I’m lucky at my school. We are in our second year of 1:1 digital devices in my classroom and we have technical support available. I’ve been fortunate to work with many inspired and forward-thinking educators, especially my colleagues from Writing Project sites all over the country and throughout the state, who have modeled the potential of digital learning.  My teaching partner is a willing risk-taker who will learn as she goes…and we support each other moving forward into the digital world that isn’t yet mapped out in the educational landscape.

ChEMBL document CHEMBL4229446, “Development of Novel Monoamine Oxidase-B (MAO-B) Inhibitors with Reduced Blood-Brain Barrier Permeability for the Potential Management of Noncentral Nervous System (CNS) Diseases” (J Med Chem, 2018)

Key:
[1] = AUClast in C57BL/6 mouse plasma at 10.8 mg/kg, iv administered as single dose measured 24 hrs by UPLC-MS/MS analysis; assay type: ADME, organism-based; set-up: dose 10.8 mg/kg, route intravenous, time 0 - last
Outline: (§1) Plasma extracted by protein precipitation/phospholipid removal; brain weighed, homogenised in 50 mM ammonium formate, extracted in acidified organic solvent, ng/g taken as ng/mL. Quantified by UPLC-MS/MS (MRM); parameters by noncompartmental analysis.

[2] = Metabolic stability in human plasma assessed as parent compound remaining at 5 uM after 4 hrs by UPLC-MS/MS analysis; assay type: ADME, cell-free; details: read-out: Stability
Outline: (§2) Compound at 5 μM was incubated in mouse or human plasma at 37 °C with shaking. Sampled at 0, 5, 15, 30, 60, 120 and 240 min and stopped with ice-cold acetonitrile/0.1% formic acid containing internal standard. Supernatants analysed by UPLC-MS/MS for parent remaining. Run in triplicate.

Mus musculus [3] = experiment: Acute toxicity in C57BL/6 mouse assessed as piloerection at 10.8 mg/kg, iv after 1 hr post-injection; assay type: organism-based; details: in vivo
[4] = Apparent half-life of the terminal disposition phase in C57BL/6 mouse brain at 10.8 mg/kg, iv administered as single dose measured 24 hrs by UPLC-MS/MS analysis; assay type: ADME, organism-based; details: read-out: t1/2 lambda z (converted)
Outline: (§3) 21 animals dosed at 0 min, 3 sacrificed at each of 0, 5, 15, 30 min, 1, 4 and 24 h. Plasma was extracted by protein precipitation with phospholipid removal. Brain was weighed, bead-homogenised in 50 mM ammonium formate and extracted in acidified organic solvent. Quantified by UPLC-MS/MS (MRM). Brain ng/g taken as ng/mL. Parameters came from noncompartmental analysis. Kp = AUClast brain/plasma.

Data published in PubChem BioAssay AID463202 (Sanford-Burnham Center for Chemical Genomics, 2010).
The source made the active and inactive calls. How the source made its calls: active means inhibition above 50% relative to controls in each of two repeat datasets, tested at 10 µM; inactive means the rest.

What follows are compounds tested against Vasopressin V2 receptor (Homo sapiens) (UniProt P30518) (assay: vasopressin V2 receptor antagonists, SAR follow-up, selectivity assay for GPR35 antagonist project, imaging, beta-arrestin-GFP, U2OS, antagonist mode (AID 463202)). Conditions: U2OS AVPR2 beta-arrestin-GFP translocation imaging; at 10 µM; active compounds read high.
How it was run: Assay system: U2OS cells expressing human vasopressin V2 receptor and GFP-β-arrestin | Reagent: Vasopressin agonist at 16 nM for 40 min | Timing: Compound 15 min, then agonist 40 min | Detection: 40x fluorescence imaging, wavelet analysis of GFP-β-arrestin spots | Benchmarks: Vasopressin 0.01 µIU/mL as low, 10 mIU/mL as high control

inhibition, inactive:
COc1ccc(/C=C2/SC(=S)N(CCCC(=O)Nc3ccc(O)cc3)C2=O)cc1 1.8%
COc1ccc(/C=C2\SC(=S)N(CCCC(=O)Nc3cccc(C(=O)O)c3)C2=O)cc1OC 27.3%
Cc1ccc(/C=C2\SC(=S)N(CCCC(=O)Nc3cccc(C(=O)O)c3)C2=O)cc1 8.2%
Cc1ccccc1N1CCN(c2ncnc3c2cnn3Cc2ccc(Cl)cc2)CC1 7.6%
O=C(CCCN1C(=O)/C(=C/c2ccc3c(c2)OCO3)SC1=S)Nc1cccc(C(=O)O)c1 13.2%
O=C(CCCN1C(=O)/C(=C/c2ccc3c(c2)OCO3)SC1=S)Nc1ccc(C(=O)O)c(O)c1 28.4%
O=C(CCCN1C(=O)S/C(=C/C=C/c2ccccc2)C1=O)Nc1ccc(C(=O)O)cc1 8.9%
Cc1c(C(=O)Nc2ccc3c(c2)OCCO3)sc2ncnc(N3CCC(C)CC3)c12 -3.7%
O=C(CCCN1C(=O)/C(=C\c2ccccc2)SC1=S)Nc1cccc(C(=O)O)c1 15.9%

That doesn’t mean that things are flawless in their operation or that moving toward digital doesn’t increase demands on my time as a teacher.  It doesn’t make planning easy or learning effortless…my teaching partner and I spend precious time learning and relearning and helping our students navigate the inevitable technical difficulties that go with this digital territory.

And even though tomorrow is Digital Learning Day my students are doing digital learning every day.  Our forty-plus six, seven, eight, and nine year olds have been working at getting their blogs designed and posts ready over the last few weeks.  We discovered some new wrinkles in the way the Edublogs app works on our iPads this year…different than last year.  You have the love the third grader who discovered the “back door” fix to uploading media to posts when the app says it won’t do it!